Is Baking Soda Good or Bad For Hydrangeas?

Baking soda is often recommended for hydrangeas for a range of uses, from changing flower color to disease control. But not all these recommendations have the science to back them up. Gardening expert Madison Moulton discusses whether baking soda is good or bad for your hydrangeas.

baking soda hydrangeas

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Successful gardening requires a certain level of patience. But, if you’re like me and are a wildly impatient gardener, waiting for results can be agonizing. We often search for quick fixes to resolve our problems, from speedy hacks to household items with supposed miraculous effects.

One household item famous in the gardening (and home cleaning) world is baking soda. Sodium bicarbonate is recommended for a range of ills, from diseases to lack of blooms and more. There are many claims as to the miracles of baking soda.

Unfortunately, the science and testing of baking soda on hydrangeas doesn’t always reveal the results we’d like to hear. Let’s break down what baking soda can (and mostly can’t) do for your plants to determine whether it’s good or bad for hydrangeas.

The Short Answer

Baking soda (sodium bicarbonate or NaHCO₃) is generally considered bad for hydrangeas. It may have some benefits in preventing fungal disease and killing weeds, but the risks of overuse are far too high to consider them effective treatments. Common beliefs like changing flower color or boosting growth also have no scientific basis.

The Long Answer

There are long lists of supposed uses for sodium bicarbonate in hydrangeas. While some are straightforward, others can get a little more nuanced. Let’s break down each claim to dissect how it actually impacts your hydrangea plants.

Does Baking Soda Change Hydrangea Color?

A large blooming hydrangea that changes color in the garden. Hydrangea has large ovate leaves, dark green in color, with a rough texture and serrated edges. The plant produces large, rounded flower heads that consist of small, four-petalled flowers. Flowers are blue and pink.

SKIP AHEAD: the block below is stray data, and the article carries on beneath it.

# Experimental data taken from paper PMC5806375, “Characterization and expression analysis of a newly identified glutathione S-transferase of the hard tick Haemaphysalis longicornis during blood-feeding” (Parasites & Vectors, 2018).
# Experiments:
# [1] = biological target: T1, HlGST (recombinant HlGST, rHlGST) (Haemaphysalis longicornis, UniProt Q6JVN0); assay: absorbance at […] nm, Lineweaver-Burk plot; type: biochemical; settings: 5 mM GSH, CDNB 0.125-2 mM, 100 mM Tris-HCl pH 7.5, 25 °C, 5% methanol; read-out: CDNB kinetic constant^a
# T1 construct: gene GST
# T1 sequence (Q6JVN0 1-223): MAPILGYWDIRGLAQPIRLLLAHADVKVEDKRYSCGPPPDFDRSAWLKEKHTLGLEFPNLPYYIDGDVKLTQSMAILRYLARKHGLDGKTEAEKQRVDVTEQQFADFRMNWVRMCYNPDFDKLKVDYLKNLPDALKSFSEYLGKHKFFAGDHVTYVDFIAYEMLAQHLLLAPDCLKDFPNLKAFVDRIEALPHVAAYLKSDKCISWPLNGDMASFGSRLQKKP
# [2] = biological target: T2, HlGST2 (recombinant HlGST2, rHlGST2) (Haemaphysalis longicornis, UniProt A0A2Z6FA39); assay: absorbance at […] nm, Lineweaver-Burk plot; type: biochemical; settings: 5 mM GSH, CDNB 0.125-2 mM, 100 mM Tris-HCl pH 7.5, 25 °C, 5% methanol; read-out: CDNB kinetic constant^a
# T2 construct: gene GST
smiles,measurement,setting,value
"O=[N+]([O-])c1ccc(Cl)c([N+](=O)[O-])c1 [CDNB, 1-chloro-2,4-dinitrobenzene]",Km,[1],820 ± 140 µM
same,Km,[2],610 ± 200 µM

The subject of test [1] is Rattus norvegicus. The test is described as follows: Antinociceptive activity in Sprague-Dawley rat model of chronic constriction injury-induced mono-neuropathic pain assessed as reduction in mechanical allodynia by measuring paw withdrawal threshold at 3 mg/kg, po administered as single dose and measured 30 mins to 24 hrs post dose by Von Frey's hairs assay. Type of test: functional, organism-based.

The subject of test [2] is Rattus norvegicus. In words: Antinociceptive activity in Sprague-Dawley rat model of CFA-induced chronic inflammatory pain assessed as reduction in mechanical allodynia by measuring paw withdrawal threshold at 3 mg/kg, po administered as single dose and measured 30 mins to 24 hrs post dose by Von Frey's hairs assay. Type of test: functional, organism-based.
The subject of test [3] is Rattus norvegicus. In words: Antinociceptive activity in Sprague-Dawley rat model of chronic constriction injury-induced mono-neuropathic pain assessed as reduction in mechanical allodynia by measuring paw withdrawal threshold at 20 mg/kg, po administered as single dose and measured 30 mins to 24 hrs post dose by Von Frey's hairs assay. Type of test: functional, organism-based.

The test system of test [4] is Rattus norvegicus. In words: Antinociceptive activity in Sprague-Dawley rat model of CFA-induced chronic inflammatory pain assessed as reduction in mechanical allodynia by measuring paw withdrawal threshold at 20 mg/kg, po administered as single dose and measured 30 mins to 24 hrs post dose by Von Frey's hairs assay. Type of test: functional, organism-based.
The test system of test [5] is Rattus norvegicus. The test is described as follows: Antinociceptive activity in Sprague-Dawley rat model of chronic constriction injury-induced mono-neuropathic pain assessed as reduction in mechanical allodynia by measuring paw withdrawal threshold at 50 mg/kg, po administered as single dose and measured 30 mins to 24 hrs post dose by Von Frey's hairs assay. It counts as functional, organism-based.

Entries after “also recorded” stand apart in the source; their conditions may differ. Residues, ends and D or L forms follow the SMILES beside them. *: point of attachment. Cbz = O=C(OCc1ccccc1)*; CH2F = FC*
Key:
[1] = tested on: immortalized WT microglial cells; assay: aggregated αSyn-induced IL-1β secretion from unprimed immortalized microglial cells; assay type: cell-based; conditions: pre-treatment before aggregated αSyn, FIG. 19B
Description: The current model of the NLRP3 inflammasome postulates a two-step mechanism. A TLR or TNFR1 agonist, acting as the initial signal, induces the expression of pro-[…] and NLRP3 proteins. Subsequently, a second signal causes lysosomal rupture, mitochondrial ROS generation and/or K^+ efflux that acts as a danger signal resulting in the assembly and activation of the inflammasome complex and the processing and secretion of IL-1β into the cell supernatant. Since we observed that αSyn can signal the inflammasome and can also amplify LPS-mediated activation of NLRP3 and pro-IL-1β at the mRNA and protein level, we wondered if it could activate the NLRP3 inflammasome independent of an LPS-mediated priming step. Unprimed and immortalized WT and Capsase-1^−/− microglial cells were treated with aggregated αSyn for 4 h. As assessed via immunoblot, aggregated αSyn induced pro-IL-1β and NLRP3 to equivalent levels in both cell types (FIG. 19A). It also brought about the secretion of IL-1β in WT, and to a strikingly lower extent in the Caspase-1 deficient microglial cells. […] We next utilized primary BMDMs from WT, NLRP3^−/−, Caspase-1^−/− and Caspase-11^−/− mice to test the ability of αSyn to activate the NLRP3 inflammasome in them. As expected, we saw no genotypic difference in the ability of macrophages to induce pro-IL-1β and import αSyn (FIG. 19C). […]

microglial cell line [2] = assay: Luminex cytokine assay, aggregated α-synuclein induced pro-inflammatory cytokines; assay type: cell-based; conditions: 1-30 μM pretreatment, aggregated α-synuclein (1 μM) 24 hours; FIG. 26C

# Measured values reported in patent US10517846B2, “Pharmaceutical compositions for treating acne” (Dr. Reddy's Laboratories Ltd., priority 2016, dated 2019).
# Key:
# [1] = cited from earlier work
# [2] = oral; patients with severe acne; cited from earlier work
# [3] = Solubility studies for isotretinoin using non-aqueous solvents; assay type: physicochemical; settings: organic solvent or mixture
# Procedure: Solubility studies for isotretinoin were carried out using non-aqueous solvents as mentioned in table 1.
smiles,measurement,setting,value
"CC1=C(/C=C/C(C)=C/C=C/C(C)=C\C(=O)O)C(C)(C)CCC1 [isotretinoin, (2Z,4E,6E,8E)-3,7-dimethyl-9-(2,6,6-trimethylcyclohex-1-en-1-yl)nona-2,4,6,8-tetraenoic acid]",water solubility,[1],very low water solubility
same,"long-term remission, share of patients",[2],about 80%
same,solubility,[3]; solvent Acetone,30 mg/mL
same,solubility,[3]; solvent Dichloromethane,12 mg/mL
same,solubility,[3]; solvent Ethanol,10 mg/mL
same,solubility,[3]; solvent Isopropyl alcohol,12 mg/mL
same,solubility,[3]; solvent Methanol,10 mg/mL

Changing hydrangeas’ hue requires understanding the aluminum content in the soil.

One of the reasons gardeners love hydrangeas is their unique ability to change color. Depending on which species you’re growing, adjusting the soil can produce a range of color changes. From captivating blue to the brightest pinks and all the purple hues in between, these flowers are true rainbows.

Unfortunately, if you’re looking to alter the color of your hydrangeas this season, your pantry staples won’t help. Contrary to popular belief, baking soda does not change hydrangea colors.

Aluminum Changes Hydrangea Bloom Color

The color transformation of hydrangeas doesn’t actually come down to basic pH shifts. To get technical, the color of your hydrangea blooms largely depends on the availability of aluminum in the soil. Blue hydrangeas can indicate there is aluminum in the soil, while pink indicates a lack of aluminum compounds. Purple flowers mean the concentration of aluminum ions is somewhere in between.

Soil pH has an indirect role by affecting aluminum’s solubility or availability in soil. In other words, aluminum is made available to the roots in acidic soil and not as much in alkaline soil.

Changing Soil pH Is Not Always Simple

Baking soda is an alkaline substance with a pH of around 9. This means it may increase the pH of a solution when dissolved in water. But when it comes to soil, things are not that simple.

Soil buffering capacity – the soil’s resistance to pH change – is quite high in loamy soil (less so in sandy soil). The small amount of baking soda typically recommended doesn’t have much of an impact. It usually leaves the pH, and thus, the hydrangea color, unchanged. If you add more, you risk damaging the roots and potentially killing the plant while trying to change its color.

The Verdict

For practical and effective pH alterations, baking soda is not the answer. Instead, use tried and tested soil amendments like:

  • Sulfur to lower pH (acidify the soil)
  • Lime to increase pH (make the soil more alkaline)